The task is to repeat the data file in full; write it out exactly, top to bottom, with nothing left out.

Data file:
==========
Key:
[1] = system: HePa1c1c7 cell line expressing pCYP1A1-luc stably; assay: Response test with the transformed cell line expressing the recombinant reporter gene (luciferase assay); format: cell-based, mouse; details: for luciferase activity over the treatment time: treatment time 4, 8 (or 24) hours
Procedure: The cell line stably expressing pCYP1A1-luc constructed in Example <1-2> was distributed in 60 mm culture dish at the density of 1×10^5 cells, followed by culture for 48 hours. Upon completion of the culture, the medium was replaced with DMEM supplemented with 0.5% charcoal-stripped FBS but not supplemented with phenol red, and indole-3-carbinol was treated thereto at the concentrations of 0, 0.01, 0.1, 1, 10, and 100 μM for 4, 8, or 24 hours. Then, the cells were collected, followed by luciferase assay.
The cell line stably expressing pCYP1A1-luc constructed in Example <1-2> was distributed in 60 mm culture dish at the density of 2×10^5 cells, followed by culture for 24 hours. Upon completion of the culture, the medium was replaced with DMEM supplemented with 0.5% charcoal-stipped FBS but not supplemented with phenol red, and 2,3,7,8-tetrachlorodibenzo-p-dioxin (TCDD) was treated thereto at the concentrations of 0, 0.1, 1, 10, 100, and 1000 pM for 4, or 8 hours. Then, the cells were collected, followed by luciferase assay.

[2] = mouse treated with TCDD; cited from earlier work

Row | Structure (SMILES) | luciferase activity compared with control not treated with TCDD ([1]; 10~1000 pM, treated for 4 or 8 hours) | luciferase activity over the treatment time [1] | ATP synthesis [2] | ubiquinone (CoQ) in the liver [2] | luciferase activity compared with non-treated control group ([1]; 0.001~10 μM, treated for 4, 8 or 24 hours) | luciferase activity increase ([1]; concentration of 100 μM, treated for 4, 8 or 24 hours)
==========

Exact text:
Key:
[1] = system: HePa1c1c7 cell line expressing pCYP1A1-luc stably; assay: Response test with the transformed cell line expressing the recombinant reporter gene (luciferase assay); format: cell-based, mouse; details: for luciferase activity over the treatment time: treatment time 4, 8 (or 24) hours
Procedure: The cell line stably expressing pCYP1A1-luc constructed in Example <1-2> was distributed in 60 mm culture dish at the density of 1×10^5 cells, followed by culture for 48 hours. Upon completion of the culture, the medium was replaced with DMEM supplemented with 0.5% charcoal-stripped FBS but not supplemented with phenol red, and indole-3-carbinol was treated thereto at the concentrations of 0, 0.01, 0.1, 1, 10, and 100 μM for 4, 8, or 24 hours. Then, the cells were collected, followed by luciferase assay.
The cell line stably expressing pCYP1A1-luc constructed in Example <1-2> was distributed in 60 mm culture dish at the density of 2×10^5 cells, followed by culture for 24 hours. Upon completion of the culture, the medium was replaced with DMEM supplemented with 0.5% charcoal-stipped FBS but not supplemented with phenol red, and 2,3,7,8-tetrachlorodibenzo-p-dioxin (TCDD) was treated thereto at the concentrations of 0, 0.1, 1, 10, 100, and 1000 pM for 4, or 8 hours. Then, the cells were collected, followed by luciferase assay.

[2] = mouse treated with TCDD; cited from earlier work

Row | Structure (SMILES) | luciferase activity compared with control not treated with TCDD ([1]; 10~1000 pM, treated for 4 or 8 hours) | luciferase activity over the treatment time [1] | ATP synthesis [2] | ubiquinone (CoQ) in the liver [2] | luciferase activity compared with non-treated control group ([1]; 0.001~10 μM, treated for 4, 8 or 24 hours) | luciferase activity increase ([1]; concentration of 100 μM, treated for 4, 8 or 24 hours)